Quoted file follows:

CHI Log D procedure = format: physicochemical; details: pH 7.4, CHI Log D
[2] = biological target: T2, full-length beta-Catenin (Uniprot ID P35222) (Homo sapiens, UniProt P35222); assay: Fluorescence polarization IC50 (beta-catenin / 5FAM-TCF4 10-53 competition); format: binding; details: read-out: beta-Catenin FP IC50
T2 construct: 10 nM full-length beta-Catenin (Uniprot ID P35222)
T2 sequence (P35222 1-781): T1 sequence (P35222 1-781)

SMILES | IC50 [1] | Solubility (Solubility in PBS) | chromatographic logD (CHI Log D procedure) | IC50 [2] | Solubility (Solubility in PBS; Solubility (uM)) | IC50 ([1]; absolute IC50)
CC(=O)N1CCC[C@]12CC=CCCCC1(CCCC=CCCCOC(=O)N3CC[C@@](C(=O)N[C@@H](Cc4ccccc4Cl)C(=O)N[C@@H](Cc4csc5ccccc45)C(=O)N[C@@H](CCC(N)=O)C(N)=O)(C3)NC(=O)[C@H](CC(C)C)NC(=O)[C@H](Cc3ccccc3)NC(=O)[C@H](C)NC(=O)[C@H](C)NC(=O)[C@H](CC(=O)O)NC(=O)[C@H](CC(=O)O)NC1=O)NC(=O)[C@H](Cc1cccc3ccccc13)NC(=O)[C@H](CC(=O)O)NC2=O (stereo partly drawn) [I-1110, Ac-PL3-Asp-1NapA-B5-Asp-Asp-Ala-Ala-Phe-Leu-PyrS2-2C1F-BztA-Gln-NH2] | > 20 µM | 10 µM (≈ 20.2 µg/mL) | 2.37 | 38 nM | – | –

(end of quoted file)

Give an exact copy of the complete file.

CHI Log D procedure = format: physicochemical; details: pH 7.4, CHI Log D
[2] = biological target: T2, full-length beta-Catenin (Uniprot ID P35222) (Homo sapiens, UniProt P35222); assay: Fluorescence polarization IC50 (beta-catenin / 5FAM-TCF4 10-53 competition); format: binding; details: read-out: beta-Catenin FP IC50
T2 construct: 10 nM full-length beta-Catenin (Uniprot ID P35222)
T2 sequence (P35222 1-781): T1 sequence (P35222 1-781)

SMILES | IC50 [1] | Solubility (Solubility in PBS) | chromatographic logD (CHI Log D procedure) | IC50 [2] | Solubility (Solubility in PBS; Solubility (uM)) | IC50 ([1]; absolute IC50)
CC(=O)N1CCC[C@]12CC=CCCCC1(CCCC=CCCCOC(=O)N3CC[C@@](C(=O)N[C@@H](Cc4ccccc4Cl)C(=O)N[C@@H](Cc4csc5ccccc45)C(=O)N[C@@H](CCC(N)=O)C(N)=O)(C3)NC(=O)[C@H](CC(C)C)NC(=O)[C@H](Cc3ccccc3)NC(=O)[C@H](C)NC(=O)[C@H](C)NC(=O)[C@H](CC(=O)O)NC(=O)[C@H](CC(=O)O)NC1=O)NC(=O)[C@H](Cc1cccc3ccccc13)NC(=O)[C@H](CC(=O)O)NC2=O (stereo partly drawn) [I-1110, Ac-PL3-Asp-1NapA-B5-Asp-Asp-Ala-Ala-Phe-Leu-PyrS2-2C1F-BztA-Gln-NH2] | > 20 µM | 10 µM (≈ 20.2 µg/mL) | 2.37 | 38 nM | – | –